I was at the RCGP in Euston (London) this morning where I a gave lecture on diabetes (Achieving diabetes management targets in primary care – impact on mortality and hospital admissions) at the RCGP City Health Conference. Diabetes is becoming increasingly common across the world because of lifestyle changes such as more sedentary lifestyles and an increased intake of high-calorie foods (such as refined carbohydrates). Prevention is clearly the best option but once diabetes becomes established, it is important that doctors and patients work towards meeting key management targets for glucose, blood pressure and cholesterol control.

Alternative providers of GP services perform worse than traditional practices

A new study from Imperial College London reports that alternative providers of primary care in the NHS, including private sector companies, do not perform as well as traditional GP practices when their performance is assessed using a range of measures of quality of care.

Alternative providers have been contracted to offer primary care in the NHS since 2004 under reforms designed to increase competition. These providers performed worse than traditional GP practices on 15 out of 17 indicators after adjusting for the characteristics of the practices and the populations they serve.The study was published in the Journal of the Royal Society of Medicine.

"This study provides data to inform the debate about the growing role of the private sector in the NHS," said Dr Christopher Millett, lead author of the study, from the School of Public Health at Imperial. "New providers were allowed into the primary care market to stimulate competition, but our findings suggest that their i…

Why election pledges from politicians on NHS primary care need careful examination

The likely effects of the Conservatives' and Labour's pledges to improve access to primary care are unclear. Both main parties have promised large increases in the number of GPs and significant improvements in access to appointments. In an article published in the the British Medical Journal, Thomas Cowling and Matthew Harris and myself - from the Department of Primary Care and Public Health at Imperial College London - say the pledges are unlikely to be achieved within a single parliamentary term.

The Labour Party have pledged to recruit 8,000 new GPs and plan to reintroduce their guarantee of an appointment within 48 hours. This target was far from being achieved under the last Labour government, with only 81 per cent of patients able to see a GP within two weekdays in 2009-10. As well as recruiting 5,000 extra GPs, the Conservatives have promised that if they are re-elected, patients in England will be able to see a GP between 8am and 8pm, seven days a week. This policy ha…

Setting more ambitious targets for general practices may not improve quality of care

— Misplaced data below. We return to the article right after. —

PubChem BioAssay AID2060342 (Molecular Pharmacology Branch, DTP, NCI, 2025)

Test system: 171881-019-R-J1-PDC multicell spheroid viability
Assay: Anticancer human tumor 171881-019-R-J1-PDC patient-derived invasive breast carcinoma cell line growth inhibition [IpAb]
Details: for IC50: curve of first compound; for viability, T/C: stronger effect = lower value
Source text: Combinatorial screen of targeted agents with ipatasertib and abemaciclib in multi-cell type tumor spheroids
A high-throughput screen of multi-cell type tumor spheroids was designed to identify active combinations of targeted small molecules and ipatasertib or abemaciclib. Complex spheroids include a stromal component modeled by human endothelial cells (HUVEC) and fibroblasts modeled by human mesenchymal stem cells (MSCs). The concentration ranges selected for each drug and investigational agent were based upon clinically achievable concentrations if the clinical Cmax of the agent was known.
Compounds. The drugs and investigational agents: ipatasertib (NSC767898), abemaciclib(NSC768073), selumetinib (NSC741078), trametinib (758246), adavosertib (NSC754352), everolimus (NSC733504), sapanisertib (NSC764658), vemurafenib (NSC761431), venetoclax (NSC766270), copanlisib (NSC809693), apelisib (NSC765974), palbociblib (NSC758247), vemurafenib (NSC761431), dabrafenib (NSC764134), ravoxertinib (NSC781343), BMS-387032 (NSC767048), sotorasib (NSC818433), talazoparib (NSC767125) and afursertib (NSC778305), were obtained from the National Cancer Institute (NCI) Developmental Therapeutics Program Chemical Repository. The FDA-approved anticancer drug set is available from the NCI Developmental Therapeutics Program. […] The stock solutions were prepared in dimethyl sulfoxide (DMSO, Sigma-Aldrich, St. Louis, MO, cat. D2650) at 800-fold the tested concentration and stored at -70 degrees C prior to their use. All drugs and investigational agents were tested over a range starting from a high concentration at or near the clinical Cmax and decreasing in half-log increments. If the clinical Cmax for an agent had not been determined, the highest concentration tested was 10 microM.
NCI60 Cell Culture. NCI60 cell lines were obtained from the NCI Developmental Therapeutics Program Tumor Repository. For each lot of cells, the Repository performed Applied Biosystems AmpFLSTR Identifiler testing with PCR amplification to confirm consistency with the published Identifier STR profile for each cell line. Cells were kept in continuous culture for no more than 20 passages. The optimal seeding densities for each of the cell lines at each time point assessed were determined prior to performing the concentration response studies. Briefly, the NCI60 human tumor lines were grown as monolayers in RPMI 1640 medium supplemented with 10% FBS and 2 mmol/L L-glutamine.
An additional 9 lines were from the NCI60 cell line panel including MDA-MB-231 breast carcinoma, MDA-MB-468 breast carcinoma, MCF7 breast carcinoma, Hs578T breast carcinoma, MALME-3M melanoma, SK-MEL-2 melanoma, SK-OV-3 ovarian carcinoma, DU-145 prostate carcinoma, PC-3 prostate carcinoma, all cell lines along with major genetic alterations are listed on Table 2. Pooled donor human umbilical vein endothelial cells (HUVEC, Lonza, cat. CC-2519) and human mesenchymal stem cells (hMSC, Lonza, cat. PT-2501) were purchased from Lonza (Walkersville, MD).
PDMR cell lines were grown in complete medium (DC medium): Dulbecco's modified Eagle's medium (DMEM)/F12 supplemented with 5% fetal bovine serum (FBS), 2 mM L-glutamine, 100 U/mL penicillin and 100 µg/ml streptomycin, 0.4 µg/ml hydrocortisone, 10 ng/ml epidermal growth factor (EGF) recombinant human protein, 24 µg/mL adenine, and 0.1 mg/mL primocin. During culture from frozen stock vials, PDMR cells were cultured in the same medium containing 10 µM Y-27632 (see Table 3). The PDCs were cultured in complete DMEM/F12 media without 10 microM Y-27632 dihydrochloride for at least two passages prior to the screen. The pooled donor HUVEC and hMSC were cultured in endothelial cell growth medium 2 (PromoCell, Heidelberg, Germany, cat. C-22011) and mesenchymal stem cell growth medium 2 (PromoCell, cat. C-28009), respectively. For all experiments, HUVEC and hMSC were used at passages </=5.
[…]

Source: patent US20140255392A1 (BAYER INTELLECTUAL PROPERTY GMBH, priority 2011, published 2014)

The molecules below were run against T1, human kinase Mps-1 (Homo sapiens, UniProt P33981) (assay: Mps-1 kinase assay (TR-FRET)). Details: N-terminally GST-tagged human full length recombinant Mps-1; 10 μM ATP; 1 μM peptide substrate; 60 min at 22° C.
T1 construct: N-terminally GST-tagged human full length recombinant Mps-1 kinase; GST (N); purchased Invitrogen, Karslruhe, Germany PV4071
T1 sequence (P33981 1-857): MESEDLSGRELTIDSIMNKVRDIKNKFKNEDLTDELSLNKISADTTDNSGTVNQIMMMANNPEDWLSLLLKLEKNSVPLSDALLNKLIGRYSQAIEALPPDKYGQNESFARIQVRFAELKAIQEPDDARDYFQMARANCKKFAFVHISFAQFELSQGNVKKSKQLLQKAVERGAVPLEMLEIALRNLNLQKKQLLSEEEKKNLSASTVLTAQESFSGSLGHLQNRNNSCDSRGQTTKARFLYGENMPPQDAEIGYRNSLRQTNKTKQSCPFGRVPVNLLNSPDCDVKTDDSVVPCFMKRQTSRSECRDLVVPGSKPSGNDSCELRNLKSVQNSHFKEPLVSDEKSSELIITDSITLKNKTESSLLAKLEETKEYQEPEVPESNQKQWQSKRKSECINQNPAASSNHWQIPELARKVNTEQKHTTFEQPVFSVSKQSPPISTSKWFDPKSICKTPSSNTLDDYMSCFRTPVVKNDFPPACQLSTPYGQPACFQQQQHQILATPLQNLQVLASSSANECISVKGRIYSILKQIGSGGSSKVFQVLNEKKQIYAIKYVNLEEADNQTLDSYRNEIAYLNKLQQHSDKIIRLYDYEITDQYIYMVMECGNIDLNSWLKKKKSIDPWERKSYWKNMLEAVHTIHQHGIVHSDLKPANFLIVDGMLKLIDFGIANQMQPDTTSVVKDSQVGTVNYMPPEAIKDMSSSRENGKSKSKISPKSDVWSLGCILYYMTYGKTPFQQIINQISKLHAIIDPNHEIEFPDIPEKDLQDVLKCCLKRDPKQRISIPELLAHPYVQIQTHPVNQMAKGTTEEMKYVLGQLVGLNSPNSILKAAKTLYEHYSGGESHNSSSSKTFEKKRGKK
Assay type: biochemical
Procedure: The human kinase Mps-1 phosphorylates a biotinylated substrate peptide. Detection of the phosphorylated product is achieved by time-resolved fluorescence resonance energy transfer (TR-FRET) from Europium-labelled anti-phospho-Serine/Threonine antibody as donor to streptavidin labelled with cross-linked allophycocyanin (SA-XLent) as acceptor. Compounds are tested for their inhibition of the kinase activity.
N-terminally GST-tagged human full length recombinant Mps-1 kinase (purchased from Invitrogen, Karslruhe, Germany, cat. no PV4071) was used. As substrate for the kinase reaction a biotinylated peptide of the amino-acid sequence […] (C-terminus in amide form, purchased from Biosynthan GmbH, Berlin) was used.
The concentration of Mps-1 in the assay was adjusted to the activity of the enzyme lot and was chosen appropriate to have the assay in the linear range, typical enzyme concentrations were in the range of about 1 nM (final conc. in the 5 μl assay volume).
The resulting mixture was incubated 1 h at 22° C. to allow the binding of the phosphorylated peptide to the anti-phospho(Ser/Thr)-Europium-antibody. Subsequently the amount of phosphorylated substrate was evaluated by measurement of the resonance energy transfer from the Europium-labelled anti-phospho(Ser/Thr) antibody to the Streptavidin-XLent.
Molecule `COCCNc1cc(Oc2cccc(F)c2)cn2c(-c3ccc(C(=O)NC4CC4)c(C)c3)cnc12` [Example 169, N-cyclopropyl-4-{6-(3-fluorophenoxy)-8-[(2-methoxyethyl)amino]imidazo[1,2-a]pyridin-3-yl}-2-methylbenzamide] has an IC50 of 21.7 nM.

Pay for performance programmes are being adopted in a growing number of countries as a quality improvement tool. In 2004, the United Kingdom introduced the Quality and Outcomes Framework (QOF) which primarily aimed to improve the management of common chronic conditions, such as diabetes and stroke, in primary care. The Department of Health in England is now considering allowing more flexibility in local pay for performance schemes, such as the introduction of higher payments for meeting tougher performance targets.

Research carried out at Imperial College London suggests that such local pay for performance schemes can improve target achievement by general practices but have no significant impact on the overall quality of clinical care. The study was funded by the NIHR and the NW London Collaboration for Leadership in Applied Health Research and Care (CLAHRC) and published in the journal PLoS One.

In the study, which was carried out by a team from the Department of Public Health and P…

Patients online access to their electronic health records and linked online services

Online access to medical records by patients has the potential to promote patient-centred care and improve patient satisfaction.  Online services may also offer patients greater convenience although concerns remain about privacy and confidentiality. However, online access and services may also prove to be an additional burden for healthcare providers who are already under considerable workload pressures.

In a study published in the British Journal General Practice, I and colleagues form other UK universities assessed the impact of providing patients with access to their general practice electronic health records (EHR) and other EHR-linked online services on the provision, quality, and safety of health care. We carried out a systematic review that focused on all studies about online record access and transactional services in primary care.

We identified 176 studies, 17 of which were randomised controlled trials, cohort, or cluster studies. Patients reported improved satisfaction with …

Meeting of the UK-Ireland Node of the InnoLife Consortium

The UK-Ireland node of the InnoLife Consortium met on Friday 30 January 2015 at 58 Princes Gate, South Kensington, London. InnoLife is a consortium of more than 50 core partners (and in addition 90 associate organisations) of leading businesses, research centres and universities from 9 European Union countries that has been selected by the European Institute of Innovation and Technology (EIT) as the Knowledge and Innovation Community (KIC) for EIT Health.
A group photo from the recent School of Public Health Away Day in Windsor

Electronic learning could enable millions more students to train as doctors and nurses worldwide

Electronic learning could enable millions more students to train as doctors and nurses worldwide, according to research carried out by the Department of Primary Care and Public Health at Imperial College London.

A review commissioned by the World Health Organization (WHO) and carried out by Imperial College London researchers concludes that eLearning is likely to be as effective as traditional methods for training health professionals.

eLearning, the use of electronic media and devices in education, is already used by some universities to support traditional campus-based teaching or enable distance learning. Wider use of eLearning might help to address the need to train more health workers across the globe. According to a recent WHO report, the world is short of 7.2 million healthcare professionals, and the figure is growing.

The Imperial team, led by Dr Josip Car, carried out a systematic review of the scientific literature to evaluate the effectiveness of eLearning for undergraduat…